2 | Getting a Bible

March 2, 2008
Sunday, 3:00 p.m.
Letter #2: Getting a Bible

 

Dear Family,

God is good! I just got a Bible … an arduous journey, but God-led. Let me explain. So, I’ve been asking for a Bible since I got here. A couple guys, including the Correctional Officer, told me that a Bible should be simple to obtain. One guy told me to just request a chaplain and the chaplain could get me one.

Well, I’m not going to request a chaplain, since that got me such a mixed bag when I did a month of county jail time last summer. The main chaplain for the county jail system used profanity and made it his duty to tell me that I was in jail. Over and over again, he told me I was in jail. No Scripture quoting, no prayer, just a handshake.

So, I decided this time to take my chances and just see if someone here has an extra one. A trustee (inmate worker) who had recognized me told me he’d get me one. I had to remind him a couple times, but I thought for sure he’d come through for me.

I waited. I read my cellmate’s Spanish Bible with him, and together we made sense of Psalms and Proverbs. He’s hooked … he’s reading it right now, in fact. (More on Brandon later.)

So, dude in cell 24 who has traded peanuts, fruit, and dessert for paper was cleaning his toilet this morning. I told him thanks for trading paper for my lunch, and then I made ONE additional small-talk statement. Without looking at me, he says to his toilet: “Bro, I’m not trying to be [mean], but I don’t know you. I don’t like it here, so if I don’t talk to you, it’s nothing against you. Thanks.”

I took my cue that he’d just flushed our conversation and mumbled, “Yeah, you take care,” as I left.

An hour later, our lunches are dropped by. After my cell door shuts, the trustee drops a Bible outside. Cell 24 Dude sees it and asks whose Bible that is. The trustee tells him it’s mine.

As he is coming back from pill-call, I tell him to take it and return it to me at our next program time. Cell 24 looks at me through my cell door’s window and slowly picks up the Living Word of God (placed first by the Gideons and now the trustee).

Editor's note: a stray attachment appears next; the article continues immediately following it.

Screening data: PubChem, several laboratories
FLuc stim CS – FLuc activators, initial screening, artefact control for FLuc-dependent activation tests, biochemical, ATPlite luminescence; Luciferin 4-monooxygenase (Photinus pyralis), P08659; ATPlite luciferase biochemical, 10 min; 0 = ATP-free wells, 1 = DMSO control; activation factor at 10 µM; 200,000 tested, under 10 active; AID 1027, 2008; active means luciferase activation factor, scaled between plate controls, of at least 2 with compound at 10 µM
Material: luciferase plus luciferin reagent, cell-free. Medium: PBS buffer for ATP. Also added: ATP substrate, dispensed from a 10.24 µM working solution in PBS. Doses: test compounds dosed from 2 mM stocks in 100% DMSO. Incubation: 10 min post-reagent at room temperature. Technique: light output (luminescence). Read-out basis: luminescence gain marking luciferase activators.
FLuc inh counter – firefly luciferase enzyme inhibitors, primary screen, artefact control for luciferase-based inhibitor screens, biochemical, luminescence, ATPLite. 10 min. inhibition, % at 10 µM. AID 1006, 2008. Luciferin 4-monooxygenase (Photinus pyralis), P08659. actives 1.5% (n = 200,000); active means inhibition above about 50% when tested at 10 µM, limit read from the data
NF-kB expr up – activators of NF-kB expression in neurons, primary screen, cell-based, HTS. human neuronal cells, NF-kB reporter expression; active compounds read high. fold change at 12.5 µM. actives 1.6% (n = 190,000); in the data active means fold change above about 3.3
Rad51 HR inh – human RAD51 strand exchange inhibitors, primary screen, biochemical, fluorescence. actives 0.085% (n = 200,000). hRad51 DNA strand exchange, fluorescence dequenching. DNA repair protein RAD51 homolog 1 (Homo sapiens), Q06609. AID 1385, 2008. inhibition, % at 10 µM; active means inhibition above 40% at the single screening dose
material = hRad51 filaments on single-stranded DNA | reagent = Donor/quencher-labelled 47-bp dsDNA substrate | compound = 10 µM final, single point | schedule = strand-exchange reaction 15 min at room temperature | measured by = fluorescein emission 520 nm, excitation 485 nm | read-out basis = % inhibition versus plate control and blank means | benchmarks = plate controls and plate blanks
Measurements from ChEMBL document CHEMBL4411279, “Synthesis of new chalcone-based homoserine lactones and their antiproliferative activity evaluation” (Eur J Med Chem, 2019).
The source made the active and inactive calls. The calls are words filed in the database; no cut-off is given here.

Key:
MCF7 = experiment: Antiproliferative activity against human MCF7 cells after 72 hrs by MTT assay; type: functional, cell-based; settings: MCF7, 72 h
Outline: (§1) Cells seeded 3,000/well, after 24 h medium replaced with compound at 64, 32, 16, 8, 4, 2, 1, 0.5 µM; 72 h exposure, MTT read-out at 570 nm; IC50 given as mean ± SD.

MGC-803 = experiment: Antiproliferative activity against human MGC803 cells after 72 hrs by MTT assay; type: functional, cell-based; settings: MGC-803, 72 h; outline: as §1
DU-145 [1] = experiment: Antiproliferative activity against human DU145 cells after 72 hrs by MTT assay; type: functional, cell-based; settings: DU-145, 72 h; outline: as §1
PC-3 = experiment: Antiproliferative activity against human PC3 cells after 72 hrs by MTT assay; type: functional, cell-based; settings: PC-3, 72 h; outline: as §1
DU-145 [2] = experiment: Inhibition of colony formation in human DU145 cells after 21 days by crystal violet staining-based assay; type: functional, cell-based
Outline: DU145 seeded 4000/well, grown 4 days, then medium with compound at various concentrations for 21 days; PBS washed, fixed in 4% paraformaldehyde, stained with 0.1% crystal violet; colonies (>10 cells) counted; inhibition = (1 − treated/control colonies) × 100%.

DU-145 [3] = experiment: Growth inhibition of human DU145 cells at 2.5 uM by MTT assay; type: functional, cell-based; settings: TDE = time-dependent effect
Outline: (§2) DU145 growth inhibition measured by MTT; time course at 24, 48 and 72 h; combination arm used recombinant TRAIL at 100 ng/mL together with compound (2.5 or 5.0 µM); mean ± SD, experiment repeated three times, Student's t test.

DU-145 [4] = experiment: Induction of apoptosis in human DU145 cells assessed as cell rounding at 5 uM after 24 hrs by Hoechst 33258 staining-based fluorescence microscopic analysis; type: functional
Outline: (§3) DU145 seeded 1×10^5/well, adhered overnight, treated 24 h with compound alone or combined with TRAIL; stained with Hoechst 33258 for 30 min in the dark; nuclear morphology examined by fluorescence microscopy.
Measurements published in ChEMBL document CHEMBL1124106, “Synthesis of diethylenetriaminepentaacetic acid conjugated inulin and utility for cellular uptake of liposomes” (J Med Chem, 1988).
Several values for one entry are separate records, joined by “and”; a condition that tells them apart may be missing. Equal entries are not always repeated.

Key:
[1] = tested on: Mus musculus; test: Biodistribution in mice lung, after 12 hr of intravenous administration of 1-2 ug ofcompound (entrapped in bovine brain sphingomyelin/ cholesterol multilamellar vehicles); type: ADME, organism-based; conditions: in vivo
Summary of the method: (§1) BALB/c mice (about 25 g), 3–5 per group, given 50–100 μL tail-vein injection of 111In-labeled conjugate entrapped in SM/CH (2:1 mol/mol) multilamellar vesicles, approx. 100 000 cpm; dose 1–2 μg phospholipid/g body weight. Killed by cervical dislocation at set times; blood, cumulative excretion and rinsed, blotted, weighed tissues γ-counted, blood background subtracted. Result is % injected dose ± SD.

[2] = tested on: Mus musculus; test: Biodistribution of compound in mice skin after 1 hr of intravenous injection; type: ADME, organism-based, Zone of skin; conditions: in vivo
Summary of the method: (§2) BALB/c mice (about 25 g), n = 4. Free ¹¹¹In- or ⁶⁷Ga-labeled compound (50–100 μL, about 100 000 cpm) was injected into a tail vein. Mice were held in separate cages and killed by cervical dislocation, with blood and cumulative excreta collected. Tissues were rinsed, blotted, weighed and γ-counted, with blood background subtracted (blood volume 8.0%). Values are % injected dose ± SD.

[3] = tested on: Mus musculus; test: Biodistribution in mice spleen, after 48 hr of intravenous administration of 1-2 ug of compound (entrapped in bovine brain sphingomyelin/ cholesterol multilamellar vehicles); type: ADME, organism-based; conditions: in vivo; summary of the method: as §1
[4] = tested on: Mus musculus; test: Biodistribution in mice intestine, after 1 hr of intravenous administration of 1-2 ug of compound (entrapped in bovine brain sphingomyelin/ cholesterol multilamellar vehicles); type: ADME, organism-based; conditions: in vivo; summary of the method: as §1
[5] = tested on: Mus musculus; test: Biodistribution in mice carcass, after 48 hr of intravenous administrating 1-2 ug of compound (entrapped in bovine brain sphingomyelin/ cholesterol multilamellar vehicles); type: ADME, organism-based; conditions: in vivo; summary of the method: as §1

He decides he kinda knows me now, so it’s okay to say something: “Thanks. I’ve been wanting one of these.”

“No problem,” I respond. “Better you have it than it sit on the floor.”

So, program time is over, and Cell 24 returned the Bible to me with a stamp … for my dinner, of course.

Brandon, my special roommate, was just describing in verbosely vague detail the intricacies of the end of the San Jose Light Rail Line with many hand motions, sound effects, and vulgar language. I finally answered one of his generic questions with “I’m still not sure … I didn’t ride public transportation much.”

Silence.

“Well, one time,” I volunteered, “I rode it with my brothers while singing in downtown San Jose. They paid us to go into restaurants to sing.”

“Oh, I did that too!” Brandon said back to me.

Of course you did, Brandon. Of course you did. I’d take two Tylenol if I knew he’d go away. I’m kidding, of course. Brandon makes me grateful I never did drugs and especially not as many as he did.

I had leftover program time after phone calls this morning, so I thought I’d challenge a guy who had just made seven of ten free throws in basketball to a game of HORSE in our tiny indoor court. (Yes, I’d also just shot 7/10, and yes, of course, I beat him at HORSE … that’s not the point.)

I introduced myself, and he said his name is Edgar. He then repeated my name back to me: “Fishfur?” Ha! The very name my 3-year-old niece, Michaela, calls me. Awesome.

I’ve been praying for you all, especially Mommy, with Mark leaving for Coast Guard Boot Camp. God is incredibly upholding me through your prayers. Thank you, because I know God is preparing an incredible work He plans to do through me!

I just found out today that the state prisons have pianos, so thank you, Daddy, for making that your specific prayer. I may not leave this county jail for up to 14 days, which is fine with me! Though someone just told me he’d rather do two years in prison than one year in the cramped county jails, I’d rather be close to my family, so visits are easier. I love you all!

Love,

Christopher